Coral Bells, Alumroot, Coralbells, Alum Root 'Plum Pudding'


Family: Saxifragaceae (saks-ih-frag-AY-see-ee) (Info)
Genus: Heuchera (HEW-ker-a) (Info)
Cultivar: Plum Pudding
» View all varieties of Heucheras
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6-12 in. (15-30 cm)


9-12 in. (22-30 cm)


USDA Zone 4a: to -34.4 C (-30 F)

USDA Zone 4b: to -31.6 C (-25 F)

USDA Zone 5a: to -28.8 C (-20 F)

USDA Zone 5b: to -26.1 C (-15 F)

USDA Zone 6a: to -23.3 C (-10 F)

USDA Zone 6b: to -20.5 C (-5 F)

USDA Zone 7a: to -17.7 C (0 F)

USDA Zone 7b: to -14.9 C (5 F)

USDA Zone 8a: to -12.2 C (10 F)

USDA Zone 8b: to -9.4 C (15 F)

USDA Zone 9a: to -6.6 C (20 F)

USDA Zone 9b: to -3.8 C (25 F)

Sun Exposure:

Sun to Partial Shade

Light Shade

Partial to Full Shade

Bloom Color:

Pale Pink


Bloom Time:

Late Spring/Early Summer

Mid Summer


Grown for foliage





Other details:

Unknown - Tell us

Soil pH requirements:

6.1 to 6.5 (mildly acidic)

6.6 to 7.5 (neutral)

7.6 to 7.8 (mildly alkaline)

7.9 to 8.5 (alkaline)

Patent Information:


Propagation Methods:

By dividing the rootball

From leaf cuttings

Seed Collecting:

N/A: plant does not set seed, flowers are sterile, or plants will not come true from seed

Foliage Color:



Bloom Characteristics:

Unknown - Tell us

Water Requirements:

Drought-tolerant; suitable for xeriscaping

Average Water Needs; Water regularly; do not overwater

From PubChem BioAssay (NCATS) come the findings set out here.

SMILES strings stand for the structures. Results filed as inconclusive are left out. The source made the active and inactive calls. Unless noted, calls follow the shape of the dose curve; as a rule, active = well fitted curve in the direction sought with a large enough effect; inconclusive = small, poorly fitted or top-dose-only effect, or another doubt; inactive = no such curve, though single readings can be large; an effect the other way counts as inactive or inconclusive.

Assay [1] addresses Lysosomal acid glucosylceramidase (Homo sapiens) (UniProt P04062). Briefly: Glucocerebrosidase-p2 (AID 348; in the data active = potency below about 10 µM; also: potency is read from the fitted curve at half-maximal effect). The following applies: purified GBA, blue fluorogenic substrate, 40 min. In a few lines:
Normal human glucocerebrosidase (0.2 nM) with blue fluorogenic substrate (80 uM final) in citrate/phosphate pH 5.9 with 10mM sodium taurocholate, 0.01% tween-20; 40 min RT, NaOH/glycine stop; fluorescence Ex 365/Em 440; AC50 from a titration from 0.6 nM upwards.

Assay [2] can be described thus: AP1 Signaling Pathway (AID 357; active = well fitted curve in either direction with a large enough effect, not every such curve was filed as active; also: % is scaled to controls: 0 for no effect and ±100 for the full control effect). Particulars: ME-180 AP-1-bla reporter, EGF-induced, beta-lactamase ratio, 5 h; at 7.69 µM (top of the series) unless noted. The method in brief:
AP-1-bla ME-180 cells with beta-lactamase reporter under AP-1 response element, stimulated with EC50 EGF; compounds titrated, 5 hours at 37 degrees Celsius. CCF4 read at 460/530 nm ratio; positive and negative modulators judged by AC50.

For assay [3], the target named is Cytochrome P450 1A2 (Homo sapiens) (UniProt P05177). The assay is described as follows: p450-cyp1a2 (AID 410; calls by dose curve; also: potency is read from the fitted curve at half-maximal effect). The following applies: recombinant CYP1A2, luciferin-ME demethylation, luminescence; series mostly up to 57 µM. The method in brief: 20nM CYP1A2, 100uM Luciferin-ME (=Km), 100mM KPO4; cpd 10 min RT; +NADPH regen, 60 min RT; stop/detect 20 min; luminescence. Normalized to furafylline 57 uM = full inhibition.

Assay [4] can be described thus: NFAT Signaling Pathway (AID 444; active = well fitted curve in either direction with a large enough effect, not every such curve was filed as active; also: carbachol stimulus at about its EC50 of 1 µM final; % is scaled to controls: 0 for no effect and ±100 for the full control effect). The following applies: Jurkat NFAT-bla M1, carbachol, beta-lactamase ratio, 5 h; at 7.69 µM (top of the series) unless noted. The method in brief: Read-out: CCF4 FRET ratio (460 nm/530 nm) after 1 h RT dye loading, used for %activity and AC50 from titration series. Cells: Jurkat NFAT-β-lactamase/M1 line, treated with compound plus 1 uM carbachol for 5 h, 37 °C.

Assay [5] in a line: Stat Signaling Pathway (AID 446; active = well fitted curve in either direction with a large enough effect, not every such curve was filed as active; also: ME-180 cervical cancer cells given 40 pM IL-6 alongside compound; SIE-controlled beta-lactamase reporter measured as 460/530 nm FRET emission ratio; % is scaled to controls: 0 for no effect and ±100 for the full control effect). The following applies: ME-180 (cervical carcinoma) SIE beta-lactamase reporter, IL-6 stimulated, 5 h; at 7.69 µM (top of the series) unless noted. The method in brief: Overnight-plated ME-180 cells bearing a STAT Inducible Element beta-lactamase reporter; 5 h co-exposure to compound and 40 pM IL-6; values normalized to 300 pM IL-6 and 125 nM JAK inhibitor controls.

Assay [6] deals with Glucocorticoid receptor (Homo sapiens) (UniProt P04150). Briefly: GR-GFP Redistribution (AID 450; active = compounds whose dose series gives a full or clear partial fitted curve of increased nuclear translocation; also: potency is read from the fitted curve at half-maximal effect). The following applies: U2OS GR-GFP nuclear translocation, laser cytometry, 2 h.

Where to Grow:

Unknown - Tell us


This plant has been said to grow in the following regions:

, (2 reports)

Quitzdorf Am See,

Anchorage, Alaska

Ashland, California

Fresno, California

San Jose, California

Silverado, California

Glastonbury, Connecticut

New Milford, Connecticut

Dover, Delaware

Lawrenceville, Georgia

Boise, Idaho

Ashton, Illinois

Bartlett, Illinois

Buffalo Grove, Illinois

Mount Prospect, Illinois

Naperville, Illinois

Plainfield, Illinois

Spring Grove, Illinois

Petersburg, Indiana

Delhi, Iowa

Des Moines, Iowa

Barbourville, Kentucky

Hebron, Kentucky

Latonia, Kentucky

Lexington, Kentucky

Lutherville Timonium, Maryland

Dracut, Massachusetts

Franklin, Massachusetts

Uxbridge, Massachusetts

West Roxbury, Massachusetts

Lake Odessa, Michigan

Ludington, Michigan

Royal Oak, Michigan

Traverse City, Michigan

Hopkins, Minnesota

Minneapolis, Minnesota

Saint Paul, Minnesota

Silver Lake, Minnesota

North Walpole, New Hampshire

Cape May Court House, New Jersey

Bronx, New York

Honeoye Falls, New York

Lockport, New York

Fayetteville, North Carolina

Belfield, North Dakota

Akron, Ohio

Cincinnati, Ohio

Clyde, Ohio

Coshocton, Ohio

Toledo, Ohio

Oklahoma City, Oklahoma

Portland, Oregon

Norristown, Pennsylvania

West Warwick, Rhode Island

Aberdeen, South Dakota

Christiana, Tennessee

Hendersonville, Tennessee

Memphis, Tennessee

Murfreesboro, Tennessee

Fort Worth, Texas

Salt Lake City, Utah (2 reports)

Montpelier, Vermont

Evington, Virginia

Herndon, Virginia

Linden, Virginia

Manassas, Virginia

Arlington, Washington

Concrete, Washington

Fox Island, Washington

Kalama, Washington

Appleton, Wisconsin

Ladysmith, Wisconsin

Madison, Wisconsin

Ranchester, Wyoming